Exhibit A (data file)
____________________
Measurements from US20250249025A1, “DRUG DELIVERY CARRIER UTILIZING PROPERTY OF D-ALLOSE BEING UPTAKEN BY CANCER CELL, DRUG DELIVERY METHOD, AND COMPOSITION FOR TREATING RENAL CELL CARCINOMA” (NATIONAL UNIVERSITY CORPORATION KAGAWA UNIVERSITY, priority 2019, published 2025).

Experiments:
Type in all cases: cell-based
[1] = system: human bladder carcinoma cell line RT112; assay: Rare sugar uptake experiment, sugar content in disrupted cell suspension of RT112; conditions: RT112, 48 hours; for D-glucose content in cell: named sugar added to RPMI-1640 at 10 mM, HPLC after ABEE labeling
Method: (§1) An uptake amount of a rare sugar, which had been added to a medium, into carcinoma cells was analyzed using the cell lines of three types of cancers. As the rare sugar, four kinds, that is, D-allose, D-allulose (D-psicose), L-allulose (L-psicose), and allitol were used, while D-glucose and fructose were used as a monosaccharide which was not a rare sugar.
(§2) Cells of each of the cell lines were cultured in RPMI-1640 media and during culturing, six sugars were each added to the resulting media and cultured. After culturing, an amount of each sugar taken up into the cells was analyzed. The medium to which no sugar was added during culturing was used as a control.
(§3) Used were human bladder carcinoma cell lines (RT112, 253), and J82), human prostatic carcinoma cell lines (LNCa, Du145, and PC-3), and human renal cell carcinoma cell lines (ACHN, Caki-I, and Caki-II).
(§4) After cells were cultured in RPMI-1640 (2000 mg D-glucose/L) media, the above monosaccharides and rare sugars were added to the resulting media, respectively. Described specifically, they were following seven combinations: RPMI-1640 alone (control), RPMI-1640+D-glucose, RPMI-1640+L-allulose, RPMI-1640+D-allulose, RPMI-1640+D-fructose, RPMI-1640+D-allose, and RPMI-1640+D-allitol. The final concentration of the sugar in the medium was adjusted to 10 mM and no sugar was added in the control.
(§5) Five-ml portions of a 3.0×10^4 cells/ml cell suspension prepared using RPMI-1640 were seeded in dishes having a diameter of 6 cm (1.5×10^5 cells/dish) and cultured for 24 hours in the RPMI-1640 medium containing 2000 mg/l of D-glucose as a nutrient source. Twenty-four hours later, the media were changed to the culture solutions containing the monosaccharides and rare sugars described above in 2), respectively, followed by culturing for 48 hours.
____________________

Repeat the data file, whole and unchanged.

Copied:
Measurements from US20250249025A1, “DRUG DELIVERY CARRIER UTILIZING PROPERTY OF D-ALLOSE BEING UPTAKEN BY CANCER CELL, DRUG DELIVERY METHOD, AND COMPOSITION FOR TREATING RENAL CELL CARCINOMA” (NATIONAL UNIVERSITY CORPORATION KAGAWA UNIVERSITY, priority 2019, published 2025).

Experiments:
Type in all cases: cell-based
[1] = system: human bladder carcinoma cell line RT112; assay: Rare sugar uptake experiment, sugar content in disrupted cell suspension of RT112; conditions: RT112, 48 hours; for D-glucose content in cell: named sugar added to RPMI-1640 at 10 mM, HPLC after ABEE labeling
Method: (§1) An uptake amount of a rare sugar, which had been added to a medium, into carcinoma cells was analyzed using the cell lines of three types of cancers. As the rare sugar, four kinds, that is, D-allose, D-allulose (D-psicose), L-allulose (L-psicose), and allitol were used, while D-glucose and fructose were used as a monosaccharide which was not a rare sugar.
(§2) Cells of each of the cell lines were cultured in RPMI-1640 media and during culturing, six sugars were each added to the resulting media and cultured. After culturing, an amount of each sugar taken up into the cells was analyzed. The medium to which no sugar was added during culturing was used as a control.
(§3) Used were human bladder carcinoma cell lines (RT112, 253), and J82), human prostatic carcinoma cell lines (LNCa, Du145, and PC-3), and human renal cell carcinoma cell lines (ACHN, Caki-I, and Caki-II).
(§4) After cells were cultured in RPMI-1640 (2000 mg D-glucose/L) media, the above monosaccharides and rare sugars were added to the resulting media, respectively. Described specifically, they were following seven combinations: RPMI-1640 alone (control), RPMI-1640+D-glucose, RPMI-1640+L-allulose, RPMI-1640+D-allulose, RPMI-1640+D-fructose, RPMI-1640+D-allose, and RPMI-1640+D-allitol. The final concentration of the sugar in the medium was adjusted to 10 mM and no sugar was added in the control.
(§5) Five-ml portions of a 3.0×10^4 cells/ml cell suspension prepared using RPMI-1640 were seeded in dishes having a diameter of 6 cm (1.5×10^5 cells/dish) and cultured for 24 hours in the RPMI-1640 medium containing 2000 mg/l of D-glucose as a nutrient source. Twenty-four hours later, the media were changed to the culture solutions containing the monosaccharides and rare sugars described above in 2), respectively, followed by culturing for 48 hours.